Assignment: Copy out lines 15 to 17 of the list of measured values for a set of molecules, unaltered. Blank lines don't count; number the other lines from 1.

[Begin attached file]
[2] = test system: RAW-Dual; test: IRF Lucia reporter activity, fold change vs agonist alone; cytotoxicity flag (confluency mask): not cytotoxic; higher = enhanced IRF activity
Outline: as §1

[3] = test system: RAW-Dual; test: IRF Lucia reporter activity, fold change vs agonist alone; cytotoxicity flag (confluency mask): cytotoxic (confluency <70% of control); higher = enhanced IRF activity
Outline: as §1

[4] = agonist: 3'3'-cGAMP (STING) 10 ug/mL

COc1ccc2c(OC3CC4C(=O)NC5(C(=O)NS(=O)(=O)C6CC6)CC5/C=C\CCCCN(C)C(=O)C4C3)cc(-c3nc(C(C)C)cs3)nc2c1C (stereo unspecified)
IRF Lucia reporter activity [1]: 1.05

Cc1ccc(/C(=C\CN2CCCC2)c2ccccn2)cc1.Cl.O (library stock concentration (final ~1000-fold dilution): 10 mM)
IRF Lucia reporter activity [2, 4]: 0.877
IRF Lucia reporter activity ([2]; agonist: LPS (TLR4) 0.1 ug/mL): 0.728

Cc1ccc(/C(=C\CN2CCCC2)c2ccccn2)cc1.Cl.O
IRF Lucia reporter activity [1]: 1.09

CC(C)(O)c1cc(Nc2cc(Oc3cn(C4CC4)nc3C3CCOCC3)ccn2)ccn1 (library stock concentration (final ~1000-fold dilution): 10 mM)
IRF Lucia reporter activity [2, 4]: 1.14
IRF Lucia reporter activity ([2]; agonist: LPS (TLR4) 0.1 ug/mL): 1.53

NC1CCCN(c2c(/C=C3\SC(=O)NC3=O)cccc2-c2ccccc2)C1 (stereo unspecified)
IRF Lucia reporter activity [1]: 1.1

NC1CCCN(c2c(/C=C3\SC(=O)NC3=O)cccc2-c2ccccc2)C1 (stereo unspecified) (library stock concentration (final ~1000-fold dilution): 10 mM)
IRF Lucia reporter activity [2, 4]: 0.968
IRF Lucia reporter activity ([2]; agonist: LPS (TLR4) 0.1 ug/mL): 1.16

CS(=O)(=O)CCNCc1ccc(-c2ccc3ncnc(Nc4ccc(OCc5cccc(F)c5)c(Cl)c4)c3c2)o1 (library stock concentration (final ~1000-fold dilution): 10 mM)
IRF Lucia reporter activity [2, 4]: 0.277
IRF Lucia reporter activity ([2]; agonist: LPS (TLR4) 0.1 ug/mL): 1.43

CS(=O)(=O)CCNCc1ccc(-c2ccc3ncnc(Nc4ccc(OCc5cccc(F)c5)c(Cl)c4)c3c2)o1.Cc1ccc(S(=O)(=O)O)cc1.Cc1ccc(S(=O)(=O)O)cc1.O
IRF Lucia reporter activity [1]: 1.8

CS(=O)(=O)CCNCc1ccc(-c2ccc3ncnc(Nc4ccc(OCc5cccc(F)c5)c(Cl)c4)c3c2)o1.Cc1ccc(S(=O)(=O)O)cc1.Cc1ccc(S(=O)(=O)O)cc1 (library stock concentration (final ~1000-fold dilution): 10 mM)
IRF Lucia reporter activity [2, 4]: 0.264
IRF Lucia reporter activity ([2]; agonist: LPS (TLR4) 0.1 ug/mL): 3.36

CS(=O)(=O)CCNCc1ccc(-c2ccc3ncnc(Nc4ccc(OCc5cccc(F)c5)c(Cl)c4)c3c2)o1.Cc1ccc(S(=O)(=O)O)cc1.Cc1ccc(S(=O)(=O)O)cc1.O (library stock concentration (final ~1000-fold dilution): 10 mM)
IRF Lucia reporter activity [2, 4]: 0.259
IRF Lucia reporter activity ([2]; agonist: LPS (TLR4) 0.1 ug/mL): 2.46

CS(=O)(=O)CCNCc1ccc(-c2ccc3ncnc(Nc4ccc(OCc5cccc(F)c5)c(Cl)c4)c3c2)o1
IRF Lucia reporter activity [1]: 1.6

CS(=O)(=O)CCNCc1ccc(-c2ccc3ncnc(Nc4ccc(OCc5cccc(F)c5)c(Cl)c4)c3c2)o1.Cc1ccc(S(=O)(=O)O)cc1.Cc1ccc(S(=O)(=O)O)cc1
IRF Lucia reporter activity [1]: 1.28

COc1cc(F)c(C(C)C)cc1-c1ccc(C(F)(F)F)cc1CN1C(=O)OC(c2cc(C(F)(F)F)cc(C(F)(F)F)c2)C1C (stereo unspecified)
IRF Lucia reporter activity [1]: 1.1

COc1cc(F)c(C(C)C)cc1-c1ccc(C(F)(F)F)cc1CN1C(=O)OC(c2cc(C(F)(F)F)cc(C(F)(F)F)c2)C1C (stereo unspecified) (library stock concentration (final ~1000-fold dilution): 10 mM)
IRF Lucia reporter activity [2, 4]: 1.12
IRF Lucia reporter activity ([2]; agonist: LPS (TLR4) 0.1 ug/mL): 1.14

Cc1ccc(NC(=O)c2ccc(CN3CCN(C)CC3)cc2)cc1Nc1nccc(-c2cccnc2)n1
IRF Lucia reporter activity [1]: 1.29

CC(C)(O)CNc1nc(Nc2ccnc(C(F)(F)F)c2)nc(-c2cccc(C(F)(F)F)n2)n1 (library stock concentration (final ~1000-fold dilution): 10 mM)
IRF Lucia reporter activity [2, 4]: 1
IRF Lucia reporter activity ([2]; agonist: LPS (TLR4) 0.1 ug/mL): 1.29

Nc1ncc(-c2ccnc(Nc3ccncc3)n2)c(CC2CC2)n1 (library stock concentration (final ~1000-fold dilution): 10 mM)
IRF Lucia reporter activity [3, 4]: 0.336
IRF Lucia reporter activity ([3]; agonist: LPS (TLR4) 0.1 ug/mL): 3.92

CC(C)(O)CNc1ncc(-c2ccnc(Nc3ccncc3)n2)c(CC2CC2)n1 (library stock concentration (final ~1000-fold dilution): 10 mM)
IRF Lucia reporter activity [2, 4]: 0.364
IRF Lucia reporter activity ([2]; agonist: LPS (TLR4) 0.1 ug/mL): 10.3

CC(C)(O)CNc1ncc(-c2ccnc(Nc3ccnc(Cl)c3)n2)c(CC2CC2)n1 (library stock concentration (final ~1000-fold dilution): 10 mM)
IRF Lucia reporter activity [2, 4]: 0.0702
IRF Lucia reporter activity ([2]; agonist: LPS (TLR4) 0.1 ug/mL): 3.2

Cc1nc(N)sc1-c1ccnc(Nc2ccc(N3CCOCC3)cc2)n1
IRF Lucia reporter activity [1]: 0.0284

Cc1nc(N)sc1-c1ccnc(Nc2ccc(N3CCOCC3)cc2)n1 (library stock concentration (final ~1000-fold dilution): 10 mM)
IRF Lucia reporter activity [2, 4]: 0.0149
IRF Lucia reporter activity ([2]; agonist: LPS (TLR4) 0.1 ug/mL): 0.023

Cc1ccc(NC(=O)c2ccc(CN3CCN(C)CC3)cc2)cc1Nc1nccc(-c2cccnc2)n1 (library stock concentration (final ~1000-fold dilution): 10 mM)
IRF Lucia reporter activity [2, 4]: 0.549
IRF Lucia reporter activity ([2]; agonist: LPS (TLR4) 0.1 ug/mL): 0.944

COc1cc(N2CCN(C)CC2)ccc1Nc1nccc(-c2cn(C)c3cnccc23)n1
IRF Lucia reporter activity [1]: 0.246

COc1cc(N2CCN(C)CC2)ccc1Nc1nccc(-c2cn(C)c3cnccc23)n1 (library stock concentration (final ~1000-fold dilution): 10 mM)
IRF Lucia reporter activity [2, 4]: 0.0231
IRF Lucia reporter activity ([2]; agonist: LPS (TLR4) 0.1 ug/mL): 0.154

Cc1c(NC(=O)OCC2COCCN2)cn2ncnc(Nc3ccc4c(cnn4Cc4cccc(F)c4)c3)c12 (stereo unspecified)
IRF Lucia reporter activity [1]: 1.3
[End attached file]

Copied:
IRF Lucia reporter activity ([2]; agonist: LPS (TLR4) 0.1 ug/mL): 1.53

NC1CCCN(c2c(/C=C3\SC(=O)NC3=O)cccc2-c2ccccc2)C1 (stereo unspecified)
IRF Lucia reporter activity [1]: 1.1